Cameron Stahl considers himself fortunate: He has a good job as an editor for a dental marketing company. Still, the stress of having to move every year because of astronomical rent increases is starting to get to him.
Sketched July 24, 2017
Cameron Stahl thought the monthly rent hike from $1,250 to $1,600 that drove him away from Fremont last year was “the mother of all rent increases.”
This one is worse. The rent for his 700-square-foot one-bedroom apartment in North Greenwood is going up by almost 50 percent, from $1,440 to $2,130 a month.
Renting in Seattle: An illustrated chronicleSeattle is experiencing one of the priciest rental and housing markets in years. If you'd like to be considered as a subject of my illustrated chronicle about Seattle renters, contact me at email@example.com. I'd love to hear your story and maybe make some sketches of your apartment before you get priced out.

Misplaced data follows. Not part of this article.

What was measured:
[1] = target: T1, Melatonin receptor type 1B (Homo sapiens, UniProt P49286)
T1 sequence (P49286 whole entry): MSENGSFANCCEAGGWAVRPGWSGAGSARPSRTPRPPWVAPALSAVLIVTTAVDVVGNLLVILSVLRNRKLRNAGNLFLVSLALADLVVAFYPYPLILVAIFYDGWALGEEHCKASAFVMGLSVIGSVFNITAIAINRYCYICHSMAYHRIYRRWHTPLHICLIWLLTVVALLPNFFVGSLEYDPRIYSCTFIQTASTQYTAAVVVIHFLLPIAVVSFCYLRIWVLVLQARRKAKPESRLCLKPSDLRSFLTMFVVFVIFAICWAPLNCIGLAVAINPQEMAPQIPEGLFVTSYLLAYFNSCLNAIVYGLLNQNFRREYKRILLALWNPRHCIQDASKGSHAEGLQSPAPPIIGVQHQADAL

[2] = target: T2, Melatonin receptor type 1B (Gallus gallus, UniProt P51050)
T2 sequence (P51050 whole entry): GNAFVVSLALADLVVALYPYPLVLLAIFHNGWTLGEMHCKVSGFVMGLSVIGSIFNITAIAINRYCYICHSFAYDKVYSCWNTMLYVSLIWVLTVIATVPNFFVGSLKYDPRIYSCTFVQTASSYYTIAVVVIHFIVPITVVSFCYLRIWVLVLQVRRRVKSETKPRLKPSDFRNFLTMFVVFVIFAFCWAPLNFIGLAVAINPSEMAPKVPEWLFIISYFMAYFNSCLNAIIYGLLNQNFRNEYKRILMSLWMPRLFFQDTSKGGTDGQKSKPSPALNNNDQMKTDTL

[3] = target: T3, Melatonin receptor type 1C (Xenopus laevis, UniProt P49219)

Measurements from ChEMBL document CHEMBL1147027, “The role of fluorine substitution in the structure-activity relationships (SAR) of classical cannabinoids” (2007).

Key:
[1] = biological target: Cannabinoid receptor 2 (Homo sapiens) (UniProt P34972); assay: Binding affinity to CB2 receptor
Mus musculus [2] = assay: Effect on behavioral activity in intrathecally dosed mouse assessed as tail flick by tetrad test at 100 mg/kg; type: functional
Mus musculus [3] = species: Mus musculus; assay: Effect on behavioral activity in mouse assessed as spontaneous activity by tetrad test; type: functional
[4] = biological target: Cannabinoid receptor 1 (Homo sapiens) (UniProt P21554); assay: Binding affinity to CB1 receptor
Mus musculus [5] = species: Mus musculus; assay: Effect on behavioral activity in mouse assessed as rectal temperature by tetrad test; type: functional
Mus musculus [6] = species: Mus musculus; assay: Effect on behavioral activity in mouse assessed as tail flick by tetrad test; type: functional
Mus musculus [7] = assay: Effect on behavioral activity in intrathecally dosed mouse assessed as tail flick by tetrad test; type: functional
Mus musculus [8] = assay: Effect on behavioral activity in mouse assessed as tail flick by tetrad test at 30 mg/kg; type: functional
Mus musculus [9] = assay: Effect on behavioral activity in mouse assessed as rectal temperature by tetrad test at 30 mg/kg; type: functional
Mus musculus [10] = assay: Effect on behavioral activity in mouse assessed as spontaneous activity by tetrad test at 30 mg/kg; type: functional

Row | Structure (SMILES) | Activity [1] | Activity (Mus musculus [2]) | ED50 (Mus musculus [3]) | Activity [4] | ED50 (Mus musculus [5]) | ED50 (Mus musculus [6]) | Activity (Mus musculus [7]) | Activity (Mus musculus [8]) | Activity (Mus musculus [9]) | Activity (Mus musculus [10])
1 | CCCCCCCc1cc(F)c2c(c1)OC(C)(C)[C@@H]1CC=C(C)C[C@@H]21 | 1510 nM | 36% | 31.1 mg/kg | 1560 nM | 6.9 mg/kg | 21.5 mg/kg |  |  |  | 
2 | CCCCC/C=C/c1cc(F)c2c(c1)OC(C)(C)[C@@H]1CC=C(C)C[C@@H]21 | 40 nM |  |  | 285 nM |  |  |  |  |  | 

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Stahl lives in a sleek apartment complex where units come with new appliances and USB ports, and building amenities include a gym, swimming pool and bike storage.
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But, a 50 percent increase?
Born in Seattle and raised on Bainbridge island, Stahl, 25, considers himself fortunate in many regards. He earned a degree in biology and a has good job as an editor for a dental marketing company. For fun, he plays the Irish flute with a local folk band. Still, the stress of having to move every year because of astronomical rent increases is starting to get to him.
If people as fortunate as him are struggling with housing, he says, “I don’t know how others who haven’t gotten a lot of breaks in life do it.”
Stahl will not be signing a new lease for his apartment. A friend from his close-knit community of folk musicians is moving to another state and agreed to rent him his house for below-market rate. Finding this “friendtal,” said Stahl, has been “a miraculous stroke of luck.”